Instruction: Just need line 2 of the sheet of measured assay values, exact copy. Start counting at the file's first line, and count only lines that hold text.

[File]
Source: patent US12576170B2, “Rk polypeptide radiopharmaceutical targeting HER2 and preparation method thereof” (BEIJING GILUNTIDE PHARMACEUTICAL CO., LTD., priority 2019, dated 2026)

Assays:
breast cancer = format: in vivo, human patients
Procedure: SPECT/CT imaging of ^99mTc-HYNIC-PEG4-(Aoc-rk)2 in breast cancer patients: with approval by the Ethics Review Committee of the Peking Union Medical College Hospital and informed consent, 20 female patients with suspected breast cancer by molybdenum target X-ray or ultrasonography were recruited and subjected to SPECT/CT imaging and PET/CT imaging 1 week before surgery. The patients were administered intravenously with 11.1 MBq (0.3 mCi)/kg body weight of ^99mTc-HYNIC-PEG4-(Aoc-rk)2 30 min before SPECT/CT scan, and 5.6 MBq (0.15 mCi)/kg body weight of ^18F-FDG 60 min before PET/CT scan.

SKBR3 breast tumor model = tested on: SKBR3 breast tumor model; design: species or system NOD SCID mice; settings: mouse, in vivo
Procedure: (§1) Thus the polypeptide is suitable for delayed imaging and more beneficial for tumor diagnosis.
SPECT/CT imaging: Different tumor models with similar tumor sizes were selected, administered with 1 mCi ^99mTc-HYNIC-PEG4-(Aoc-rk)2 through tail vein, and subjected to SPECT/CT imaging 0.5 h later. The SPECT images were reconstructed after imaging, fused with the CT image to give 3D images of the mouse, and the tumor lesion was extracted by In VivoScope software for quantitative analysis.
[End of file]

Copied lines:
Assays: